Military to take control of Tripoli

After three days of sectarian clashes, the Lebanese government on Monday authorized the army to take control of the northern city of Tripoli for six months, a decision meant to allay fears that fighting in the country’s second-largest city was spiraling out of control.

Prime Minister Najib Mikati made the announcement after a high-level security meeting at the presidential palace, saying the army has been empowered to take necessary security measures to keep the peace in Tripoli.

Troops will conduct patrols and arrest suspects, he said.

Security officials say 12 people have been killed and more than 100 wounded in Tripoli since Saturday, when the latest round of violence erupted. Sectarian clashes linked to the war in neighboring Syria often flare there between supporters and opponents of Syrian President Bashar al-Assad.

The fighting had been concentrated in two impoverished rival neighborhoods in the port city. The Bab al-Tabbaneh district is largely Sunni Muslim, as are most of the rebels fighting in Syria. Residents of Jabal Moh­sen, a neighborhood perched on a hill, are mostly of Assad’s Alawite sect.

But the fighting has spread to other parts of the city in the past few days, with snipers on rooftops, gun battles and rocket fire.

— Associated Press

Islamist fighters attack air base

Hundreds of Islamist militants in trucks and a stolen armored personnel carrier attacked an air force base and international airport on the outskirts of a Nigerian city before dawn Monday, officials and witnesses said, possibly leaving scores of people dead.

The attack “incapacitated” two helicopters and three decommissioned military aircraft, Brig. Gen. Chris Olukolade said in a statement. He said some army bases also were hit.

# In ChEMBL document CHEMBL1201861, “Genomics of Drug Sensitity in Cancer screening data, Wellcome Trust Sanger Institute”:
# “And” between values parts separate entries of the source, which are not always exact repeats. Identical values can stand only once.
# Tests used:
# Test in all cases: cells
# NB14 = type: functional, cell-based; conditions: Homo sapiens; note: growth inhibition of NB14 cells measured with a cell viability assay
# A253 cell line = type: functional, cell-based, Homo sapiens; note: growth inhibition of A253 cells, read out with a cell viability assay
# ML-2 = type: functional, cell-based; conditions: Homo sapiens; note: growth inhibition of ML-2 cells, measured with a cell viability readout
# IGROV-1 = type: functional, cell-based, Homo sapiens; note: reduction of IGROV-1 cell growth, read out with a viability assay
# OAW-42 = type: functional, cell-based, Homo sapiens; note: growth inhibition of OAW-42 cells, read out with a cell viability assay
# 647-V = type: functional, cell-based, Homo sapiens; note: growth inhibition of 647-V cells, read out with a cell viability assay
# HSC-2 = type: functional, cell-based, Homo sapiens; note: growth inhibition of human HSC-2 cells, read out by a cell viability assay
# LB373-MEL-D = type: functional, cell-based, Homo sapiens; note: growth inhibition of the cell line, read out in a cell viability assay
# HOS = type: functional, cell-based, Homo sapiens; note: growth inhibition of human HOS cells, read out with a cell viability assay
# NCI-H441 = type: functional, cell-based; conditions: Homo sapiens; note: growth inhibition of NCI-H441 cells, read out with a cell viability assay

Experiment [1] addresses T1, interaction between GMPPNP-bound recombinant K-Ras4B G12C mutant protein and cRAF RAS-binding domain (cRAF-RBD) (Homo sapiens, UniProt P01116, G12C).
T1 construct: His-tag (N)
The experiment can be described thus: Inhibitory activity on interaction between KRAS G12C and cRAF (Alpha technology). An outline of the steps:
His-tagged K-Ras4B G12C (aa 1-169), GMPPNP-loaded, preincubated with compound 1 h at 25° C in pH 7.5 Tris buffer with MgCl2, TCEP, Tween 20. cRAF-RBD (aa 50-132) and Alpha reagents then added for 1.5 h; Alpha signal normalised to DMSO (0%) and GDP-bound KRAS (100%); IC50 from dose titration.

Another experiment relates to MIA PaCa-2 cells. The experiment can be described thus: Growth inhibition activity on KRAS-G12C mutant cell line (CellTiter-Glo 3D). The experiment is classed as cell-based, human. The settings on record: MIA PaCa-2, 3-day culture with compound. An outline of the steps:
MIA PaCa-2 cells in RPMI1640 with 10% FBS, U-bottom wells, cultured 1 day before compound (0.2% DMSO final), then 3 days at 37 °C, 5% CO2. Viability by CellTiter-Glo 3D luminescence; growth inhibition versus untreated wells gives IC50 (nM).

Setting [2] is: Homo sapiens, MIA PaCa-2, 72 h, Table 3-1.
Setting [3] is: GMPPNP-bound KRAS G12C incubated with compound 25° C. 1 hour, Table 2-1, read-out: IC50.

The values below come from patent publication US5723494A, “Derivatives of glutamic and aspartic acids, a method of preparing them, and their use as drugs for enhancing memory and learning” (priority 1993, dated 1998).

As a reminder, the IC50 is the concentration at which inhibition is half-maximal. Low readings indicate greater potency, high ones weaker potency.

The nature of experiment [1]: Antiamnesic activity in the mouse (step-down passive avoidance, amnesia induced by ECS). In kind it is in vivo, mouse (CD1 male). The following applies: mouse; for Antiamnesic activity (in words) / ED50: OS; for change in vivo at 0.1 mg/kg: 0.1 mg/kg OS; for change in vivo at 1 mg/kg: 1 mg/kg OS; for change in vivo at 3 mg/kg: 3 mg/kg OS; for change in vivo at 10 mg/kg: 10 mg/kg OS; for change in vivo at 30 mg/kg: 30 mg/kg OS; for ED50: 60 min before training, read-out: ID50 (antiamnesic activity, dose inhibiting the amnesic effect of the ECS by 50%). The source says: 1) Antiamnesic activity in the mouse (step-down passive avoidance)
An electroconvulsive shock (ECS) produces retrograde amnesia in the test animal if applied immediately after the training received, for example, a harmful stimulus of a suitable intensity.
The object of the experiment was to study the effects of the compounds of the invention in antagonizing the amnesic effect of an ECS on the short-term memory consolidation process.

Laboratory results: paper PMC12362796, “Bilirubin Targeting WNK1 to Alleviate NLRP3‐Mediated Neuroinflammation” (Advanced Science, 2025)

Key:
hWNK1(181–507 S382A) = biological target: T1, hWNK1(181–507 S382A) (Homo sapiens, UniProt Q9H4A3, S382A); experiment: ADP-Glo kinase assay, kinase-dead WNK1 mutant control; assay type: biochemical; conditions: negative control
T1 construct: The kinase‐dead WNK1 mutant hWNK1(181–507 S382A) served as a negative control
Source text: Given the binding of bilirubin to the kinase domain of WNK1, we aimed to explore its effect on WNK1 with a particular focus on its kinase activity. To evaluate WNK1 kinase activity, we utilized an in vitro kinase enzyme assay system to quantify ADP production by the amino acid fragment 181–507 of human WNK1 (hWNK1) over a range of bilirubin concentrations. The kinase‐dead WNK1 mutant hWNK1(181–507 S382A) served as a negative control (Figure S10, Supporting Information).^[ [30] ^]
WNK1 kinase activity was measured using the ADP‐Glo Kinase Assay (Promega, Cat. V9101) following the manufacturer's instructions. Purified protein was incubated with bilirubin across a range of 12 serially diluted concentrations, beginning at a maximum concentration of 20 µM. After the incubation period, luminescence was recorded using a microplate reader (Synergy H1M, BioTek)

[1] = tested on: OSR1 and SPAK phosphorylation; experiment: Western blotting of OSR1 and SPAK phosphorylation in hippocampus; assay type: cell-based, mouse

Twenty-four insurgents were killed and many were wounded, Olukolade said, and two air force personnel were also wounded.

The state government ordered residents to stay home and extended a nighttime curfew to 24 hours in Maiduguri, the city near the air base and the birthplace of the extremist Boko Haram movement. The militants also attacked Maiduguri International Airport.

— Associated Press

Thailand allows protesters to enter government compound: Anti-government protesters in Thailand crossed heavily fortified barriers and reached the gates of the prime minister’s office in Bangkok without resistance from the police early Tuesday. Police also removed barricades on a road leading to the nearby city police headquarters after agreeing to let the protesters into the building. The unexpected reversal of strategy by the government suggests it no longer wants to confront the protesters after three days of clashes.

U.N. force to use drones in eastern Congo: A new fleet of drones will be launched this week in Congo’s troubled east, where one rebel group was recently disarmed but many more continue to occupy the thick jungles. United Nations peacekeeping chief Hervé Ladsous said the five drones will be “an essential tool” in the peacekeeping mission’s military plan. Now that the M23 rebel group has been defeated, he said, the United Nations needs to turn its attention to other militias operating in eastern Congo.

Power outage in Venezuelan capital: A power outage briefly darkened Venezuela’s capital and several other parts of the country Monday night, prompting renewed talk of sabotage from President Nicolas Maduro. The blackout took place shortly after 8 p.m. Within minutes, people in downtown Caracas banged on pots in protest. Monday’s outage appeared similar to a massive Sept. 5 blackout that was one of the worst in the country’s history.

Concerns grow about Pompeii: Collapsing walls at the ancient Roman city of Pompeii have raised fresh concerns about Italy’s efforts to maintain one of the world’s most treasured sites, preserved for nearly 2,000 years but now crumbling from neglect. On Monday, site officials said part of a wall had collapsed on one of Pompeii’s major streets after weeks of heavy rains and wind. In addition, plaster had fallen off the wall of the ornately frescoed House of the Small Fountain. A series of collapses in Pompeii over the past month led Italian media to dub it a “Black November” for the ancient city, preserved under ash from a volcanic eruption in A.D. 79.

— From news services